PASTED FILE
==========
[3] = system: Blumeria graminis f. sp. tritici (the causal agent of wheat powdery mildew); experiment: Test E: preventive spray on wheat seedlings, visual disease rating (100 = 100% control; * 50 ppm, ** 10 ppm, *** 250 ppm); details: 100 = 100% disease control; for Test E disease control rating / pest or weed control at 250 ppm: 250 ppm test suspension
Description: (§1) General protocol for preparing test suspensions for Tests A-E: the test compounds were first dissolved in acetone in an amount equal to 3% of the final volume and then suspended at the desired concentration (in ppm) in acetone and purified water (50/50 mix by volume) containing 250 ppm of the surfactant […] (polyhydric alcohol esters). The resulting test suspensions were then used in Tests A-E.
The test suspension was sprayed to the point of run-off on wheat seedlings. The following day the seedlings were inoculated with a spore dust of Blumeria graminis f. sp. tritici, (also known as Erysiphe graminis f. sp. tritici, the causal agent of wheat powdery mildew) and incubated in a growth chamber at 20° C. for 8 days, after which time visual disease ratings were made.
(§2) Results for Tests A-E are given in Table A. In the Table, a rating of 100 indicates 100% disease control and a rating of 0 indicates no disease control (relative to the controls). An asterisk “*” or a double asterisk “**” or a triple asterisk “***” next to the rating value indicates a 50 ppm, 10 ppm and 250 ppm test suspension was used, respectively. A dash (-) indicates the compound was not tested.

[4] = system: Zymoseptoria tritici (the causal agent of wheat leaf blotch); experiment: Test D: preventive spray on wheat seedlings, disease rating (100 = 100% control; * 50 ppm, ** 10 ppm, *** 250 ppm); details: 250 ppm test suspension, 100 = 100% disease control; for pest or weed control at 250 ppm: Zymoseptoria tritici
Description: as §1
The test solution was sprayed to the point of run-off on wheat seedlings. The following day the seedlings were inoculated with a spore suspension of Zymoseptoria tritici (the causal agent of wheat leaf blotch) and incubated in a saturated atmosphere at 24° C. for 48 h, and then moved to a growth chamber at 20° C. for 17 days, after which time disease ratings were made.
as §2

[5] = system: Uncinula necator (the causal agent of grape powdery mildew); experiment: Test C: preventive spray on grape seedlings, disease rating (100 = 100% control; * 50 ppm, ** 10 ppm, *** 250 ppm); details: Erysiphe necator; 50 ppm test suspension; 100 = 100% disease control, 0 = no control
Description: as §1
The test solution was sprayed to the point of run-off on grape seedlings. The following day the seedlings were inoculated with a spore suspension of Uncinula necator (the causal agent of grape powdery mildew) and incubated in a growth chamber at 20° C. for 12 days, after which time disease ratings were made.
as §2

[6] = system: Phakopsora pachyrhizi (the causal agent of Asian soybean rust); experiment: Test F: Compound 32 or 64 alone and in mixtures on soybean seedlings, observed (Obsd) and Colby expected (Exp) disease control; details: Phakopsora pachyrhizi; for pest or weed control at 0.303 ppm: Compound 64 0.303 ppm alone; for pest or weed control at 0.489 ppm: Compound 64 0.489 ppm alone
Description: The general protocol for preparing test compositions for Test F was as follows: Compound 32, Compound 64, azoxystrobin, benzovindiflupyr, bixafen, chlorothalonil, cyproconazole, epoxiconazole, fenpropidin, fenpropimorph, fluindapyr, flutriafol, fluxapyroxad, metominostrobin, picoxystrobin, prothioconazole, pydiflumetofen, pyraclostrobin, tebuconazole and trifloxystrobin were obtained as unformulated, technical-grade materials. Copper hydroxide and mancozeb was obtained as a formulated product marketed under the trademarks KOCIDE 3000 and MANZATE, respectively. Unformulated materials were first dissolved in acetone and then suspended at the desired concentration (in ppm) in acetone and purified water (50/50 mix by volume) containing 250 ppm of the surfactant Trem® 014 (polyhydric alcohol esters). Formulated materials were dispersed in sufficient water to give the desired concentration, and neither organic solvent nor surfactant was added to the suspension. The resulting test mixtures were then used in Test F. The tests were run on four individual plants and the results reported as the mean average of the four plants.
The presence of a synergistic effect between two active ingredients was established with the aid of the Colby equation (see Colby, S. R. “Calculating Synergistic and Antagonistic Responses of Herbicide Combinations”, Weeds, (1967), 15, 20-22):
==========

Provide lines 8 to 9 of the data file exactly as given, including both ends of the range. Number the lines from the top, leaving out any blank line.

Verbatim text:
as §2

[5] = system: Uncinula necator (the causal agent of grape powdery mildew); experiment: Test C: preventive spray on grape seedlings, disease rating (100 = 100% control; * 50 ppm, ** 10 ppm, *** 250 ppm); details: Erysiphe necator; 50 ppm test suspension; 100 = 100% disease control, 0 = no control